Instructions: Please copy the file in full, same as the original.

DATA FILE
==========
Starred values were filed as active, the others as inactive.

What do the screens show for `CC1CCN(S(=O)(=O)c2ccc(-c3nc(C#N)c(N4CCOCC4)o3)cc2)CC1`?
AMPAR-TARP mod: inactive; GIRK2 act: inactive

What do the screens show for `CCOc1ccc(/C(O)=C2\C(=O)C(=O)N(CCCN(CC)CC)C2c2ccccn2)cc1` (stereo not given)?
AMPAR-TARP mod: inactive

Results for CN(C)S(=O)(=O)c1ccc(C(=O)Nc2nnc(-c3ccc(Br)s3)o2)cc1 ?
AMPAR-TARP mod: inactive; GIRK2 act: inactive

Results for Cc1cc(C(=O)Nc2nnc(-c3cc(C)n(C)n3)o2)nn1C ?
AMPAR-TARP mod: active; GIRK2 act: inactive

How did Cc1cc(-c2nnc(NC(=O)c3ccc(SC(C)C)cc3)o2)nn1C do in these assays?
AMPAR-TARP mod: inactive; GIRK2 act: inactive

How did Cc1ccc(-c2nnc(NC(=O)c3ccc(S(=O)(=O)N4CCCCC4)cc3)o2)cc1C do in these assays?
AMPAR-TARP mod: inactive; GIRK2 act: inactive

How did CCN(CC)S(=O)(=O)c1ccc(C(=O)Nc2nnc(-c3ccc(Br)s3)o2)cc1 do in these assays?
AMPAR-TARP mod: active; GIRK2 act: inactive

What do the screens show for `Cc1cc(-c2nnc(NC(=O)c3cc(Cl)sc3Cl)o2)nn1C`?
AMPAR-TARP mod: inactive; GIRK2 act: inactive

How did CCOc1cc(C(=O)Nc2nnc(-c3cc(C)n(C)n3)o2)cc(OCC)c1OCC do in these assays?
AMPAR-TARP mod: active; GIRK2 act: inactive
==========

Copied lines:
Starred values were filed as active, the others as inactive.

What do the screens show for `CC1CCN(S(=O)(=O)c2ccc(-c3nc(C#N)c(N4CCOCC4)o3)cc2)CC1`?
AMPAR-TARP mod: inactive; GIRK2 act: inactive

What do the screens show for `CCOc1ccc(/C(O)=C2\C(=O)C(=O)N(CCCN(CC)CC)C2c2ccccn2)cc1` (stereo not given)?
AMPAR-TARP mod: inactive

Results for CN(C)S(=O)(=O)c1ccc(C(=O)Nc2nnc(-c3ccc(Br)s3)o2)cc1 ?
AMPAR-TARP mod: inactive; GIRK2 act: inactive

Results for Cc1cc(C(=O)Nc2nnc(-c3cc(C)n(C)n3)o2)nn1C ?
AMPAR-TARP mod: active; GIRK2 act: inactive

How did Cc1cc(-c2nnc(NC(=O)c3ccc(SC(C)C)cc3)o2)nn1C do in these assays?
AMPAR-TARP mod: inactive; GIRK2 act: inactive

How did Cc1ccc(-c2nnc(NC(=O)c3ccc(S(=O)(=O)N4CCCCC4)cc3)o2)cc1C do in these assays?
AMPAR-TARP mod: inactive; GIRK2 act: inactive

How did CCN(CC)S(=O)(=O)c1ccc(C(=O)Nc2nnc(-c3ccc(Br)s3)o2)cc1 do in these assays?
AMPAR-TARP mod: active; GIRK2 act: inactive

What do the screens show for `Cc1cc(-c2nnc(NC(=O)c3cc(Cl)sc3Cl)o2)nn1C`?
AMPAR-TARP mod: inactive; GIRK2 act: inactive

How did CCOc1cc(C(=O)Nc2nnc(-c3cc(C)n(C)n3)o2)cc(OCC)c1OCC do in these assays?
AMPAR-TARP mod: active; GIRK2 act: inactive